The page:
Pediatric palliative care


The Children’s Hospital of Eastern Ontario (CHEO) in Ottawa has a comprehensive Outreach Palliative Care program that encompasses supportive, holistic and family centered services for children who have a progressive, life limiting illness and their families. These services are available whether children are in hospital, at home, or at Roger’s House, the on-site palliative care hospice.

The Palliative Care interdisciplinary team includes physicians, nurses, a pharmacist, social worker, child life specialist and coordinator of volunteers. These highly skilled professionals provide pain and symptom management, arrangement for respite care and transition to home services, end-of-life care, as well as grief and bereavement support. Services are available around the clock with a physician group and nursing support on call 24-hours a day as needed regardless of setting.

The care provided by the team is that of accompaniment along the illness trajectory. Some children with life-threatening conditions may require palliative care for their entire lives as they pass from one phase of illness to another. In contrast to adult palliative care, most children who receive palliative care do not have cancer. Transitions and loss experiences are frequently encountered as children move from one developmental stage to another, reaching milestones along the way. Care is often provided in parallel with active medical treatment.

“It’s about making each day count. In pediatric palliative care, our focus is on living and making the best of the time these children have,” says Lynn Grandmaison Dumond the Advanced Practice Nurse for the CHEO Palliative Care Program. “Death is not always imminent for the children in our program. We may follow a child for several years. What we provide is an evolution of services that meet our patients and families’ needs as they transition through different stages of illness and childhood.”

Marion Rattray, Manager of CHEO’s Palliative Care Program and Roger’s House, explains that the program, which began in 1999, is constantly evolving. The team has grown since then and Roger’s House opened in May 2006, which ultimately completed the full spectrum of palliative care services offered. The hospice and team host medical, nursing and allied health students and residents who rotate regularly during their clinical placements. This mentorship is helping to sensitize new physicians and other health-care professionals to the importance of pediatric palliative care.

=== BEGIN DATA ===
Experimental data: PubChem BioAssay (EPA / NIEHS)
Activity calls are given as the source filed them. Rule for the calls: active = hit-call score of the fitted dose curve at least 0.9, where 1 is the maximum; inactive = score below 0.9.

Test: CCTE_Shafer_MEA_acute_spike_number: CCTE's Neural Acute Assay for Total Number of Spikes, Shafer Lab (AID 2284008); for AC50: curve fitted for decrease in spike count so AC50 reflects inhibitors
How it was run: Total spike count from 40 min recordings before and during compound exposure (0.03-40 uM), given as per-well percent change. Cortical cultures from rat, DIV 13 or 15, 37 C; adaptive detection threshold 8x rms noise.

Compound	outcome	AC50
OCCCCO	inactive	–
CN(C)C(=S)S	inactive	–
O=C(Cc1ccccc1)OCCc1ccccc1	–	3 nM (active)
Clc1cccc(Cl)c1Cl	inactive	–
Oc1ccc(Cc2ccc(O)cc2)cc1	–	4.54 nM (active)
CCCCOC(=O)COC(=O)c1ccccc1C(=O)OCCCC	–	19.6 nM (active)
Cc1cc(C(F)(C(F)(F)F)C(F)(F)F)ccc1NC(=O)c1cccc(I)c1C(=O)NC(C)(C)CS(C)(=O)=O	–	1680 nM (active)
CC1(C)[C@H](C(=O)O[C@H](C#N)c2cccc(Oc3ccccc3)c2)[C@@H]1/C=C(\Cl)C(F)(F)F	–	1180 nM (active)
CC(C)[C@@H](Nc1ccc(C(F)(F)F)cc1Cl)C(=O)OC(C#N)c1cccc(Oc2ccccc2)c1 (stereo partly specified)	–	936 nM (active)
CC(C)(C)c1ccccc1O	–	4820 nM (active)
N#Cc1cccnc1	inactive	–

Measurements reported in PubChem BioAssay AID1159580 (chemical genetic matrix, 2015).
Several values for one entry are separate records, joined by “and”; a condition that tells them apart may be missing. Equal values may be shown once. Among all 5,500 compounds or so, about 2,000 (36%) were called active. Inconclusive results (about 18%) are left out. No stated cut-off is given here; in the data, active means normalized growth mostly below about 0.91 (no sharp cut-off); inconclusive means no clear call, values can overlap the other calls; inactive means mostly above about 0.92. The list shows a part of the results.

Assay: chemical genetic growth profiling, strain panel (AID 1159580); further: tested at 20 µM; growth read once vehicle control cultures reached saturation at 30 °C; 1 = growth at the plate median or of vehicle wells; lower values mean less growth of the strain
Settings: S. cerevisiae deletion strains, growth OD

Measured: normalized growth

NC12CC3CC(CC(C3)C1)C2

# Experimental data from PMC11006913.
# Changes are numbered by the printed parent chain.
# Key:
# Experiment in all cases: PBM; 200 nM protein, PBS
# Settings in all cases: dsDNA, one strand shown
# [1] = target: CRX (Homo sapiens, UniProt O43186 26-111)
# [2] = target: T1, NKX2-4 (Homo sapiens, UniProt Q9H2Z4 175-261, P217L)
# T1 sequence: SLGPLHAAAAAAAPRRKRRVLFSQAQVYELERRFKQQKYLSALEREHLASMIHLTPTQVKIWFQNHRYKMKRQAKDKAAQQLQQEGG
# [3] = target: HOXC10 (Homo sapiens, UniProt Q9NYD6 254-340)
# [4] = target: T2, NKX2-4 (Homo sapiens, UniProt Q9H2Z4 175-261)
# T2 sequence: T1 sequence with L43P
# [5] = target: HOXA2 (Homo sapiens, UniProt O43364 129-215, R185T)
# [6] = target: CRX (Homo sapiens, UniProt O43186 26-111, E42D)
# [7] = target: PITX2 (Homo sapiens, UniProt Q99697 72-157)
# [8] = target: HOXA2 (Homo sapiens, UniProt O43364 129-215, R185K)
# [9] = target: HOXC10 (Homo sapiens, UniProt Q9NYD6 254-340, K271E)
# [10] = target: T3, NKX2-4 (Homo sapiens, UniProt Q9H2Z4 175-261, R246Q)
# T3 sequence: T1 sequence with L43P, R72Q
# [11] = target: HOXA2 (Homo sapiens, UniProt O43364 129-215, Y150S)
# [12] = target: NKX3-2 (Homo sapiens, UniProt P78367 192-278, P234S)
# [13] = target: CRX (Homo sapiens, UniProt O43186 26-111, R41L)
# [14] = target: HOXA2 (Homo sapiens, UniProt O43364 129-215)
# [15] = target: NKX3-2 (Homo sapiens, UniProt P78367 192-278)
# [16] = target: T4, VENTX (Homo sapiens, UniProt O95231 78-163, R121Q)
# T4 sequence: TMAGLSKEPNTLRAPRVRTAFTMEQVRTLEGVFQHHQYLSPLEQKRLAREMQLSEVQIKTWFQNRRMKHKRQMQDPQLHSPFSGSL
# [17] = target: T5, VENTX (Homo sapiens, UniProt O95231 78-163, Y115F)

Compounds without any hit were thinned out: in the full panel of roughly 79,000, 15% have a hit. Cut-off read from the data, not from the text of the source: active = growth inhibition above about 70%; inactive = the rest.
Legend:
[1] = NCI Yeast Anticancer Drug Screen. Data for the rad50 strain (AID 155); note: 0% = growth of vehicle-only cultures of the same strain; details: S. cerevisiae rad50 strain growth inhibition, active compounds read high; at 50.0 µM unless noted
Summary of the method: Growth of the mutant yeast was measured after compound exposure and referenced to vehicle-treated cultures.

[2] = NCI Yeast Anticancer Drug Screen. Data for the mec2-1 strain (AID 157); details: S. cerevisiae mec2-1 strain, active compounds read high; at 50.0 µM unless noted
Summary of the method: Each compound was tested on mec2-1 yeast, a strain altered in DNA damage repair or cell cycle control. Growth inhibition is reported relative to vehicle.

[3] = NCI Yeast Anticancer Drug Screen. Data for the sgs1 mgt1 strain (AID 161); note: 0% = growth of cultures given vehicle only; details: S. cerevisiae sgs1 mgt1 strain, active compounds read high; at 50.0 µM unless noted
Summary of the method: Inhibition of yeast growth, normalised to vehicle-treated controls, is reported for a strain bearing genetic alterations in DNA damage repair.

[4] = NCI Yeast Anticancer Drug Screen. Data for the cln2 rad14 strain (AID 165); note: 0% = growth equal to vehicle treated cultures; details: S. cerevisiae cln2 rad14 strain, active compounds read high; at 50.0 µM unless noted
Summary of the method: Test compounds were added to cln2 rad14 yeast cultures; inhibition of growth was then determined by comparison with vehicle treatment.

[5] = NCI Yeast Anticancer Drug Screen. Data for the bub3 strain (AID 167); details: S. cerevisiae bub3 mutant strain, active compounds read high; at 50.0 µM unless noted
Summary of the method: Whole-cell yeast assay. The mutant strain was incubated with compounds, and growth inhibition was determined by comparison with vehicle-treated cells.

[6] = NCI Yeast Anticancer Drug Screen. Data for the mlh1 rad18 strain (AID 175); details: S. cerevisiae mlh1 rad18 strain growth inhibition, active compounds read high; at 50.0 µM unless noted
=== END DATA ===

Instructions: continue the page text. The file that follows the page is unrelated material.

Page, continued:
There is significant work to be done in sensitizing the professional and lay community to the benefits of comprehensive palliative care in pediatrics. For instance, among children and youth aged 1 to 19 years in Ontario, approximately 50 per cent of deaths are attributed to progressive life-limiting conditions due to congenital abnormalities, neurological, genetic and neuromuscular disorders.

On an annual basis, there are approximately 1,350 deaths from all causes among children/youth ages 0 to 19 (including infant deaths) in Ontario. Approximately 180 of these deaths occur in Eastern Ontario. While many of these children and their families receive palliative care services, there are still many others who could benefit.

Physicians are now beginning to refer their patients and families sooner as a child’s illness progresses, which ultimately benefits everyone involved. “When the Palliative Care Outreach Team is consulted early, we’re able to create a real bond of trust with the family and nurture that relationship over time. Being brought in, at a time of crisis and desperation, limits our ability to provide the kind of comforting service we are known for,” says Marion Rattray.

The program’s proactive, holistic model and the team’s approach is quickly becoming the gold standard where palliative care is concerned. CHEO is not only gaining recognition locally and nationally, but is also receiving worldwide recognition for its palliative care program. Organizations from as far as France have approached the program and team for insight into developing their own programs.

Making each day count for the children, youth and families is what’s important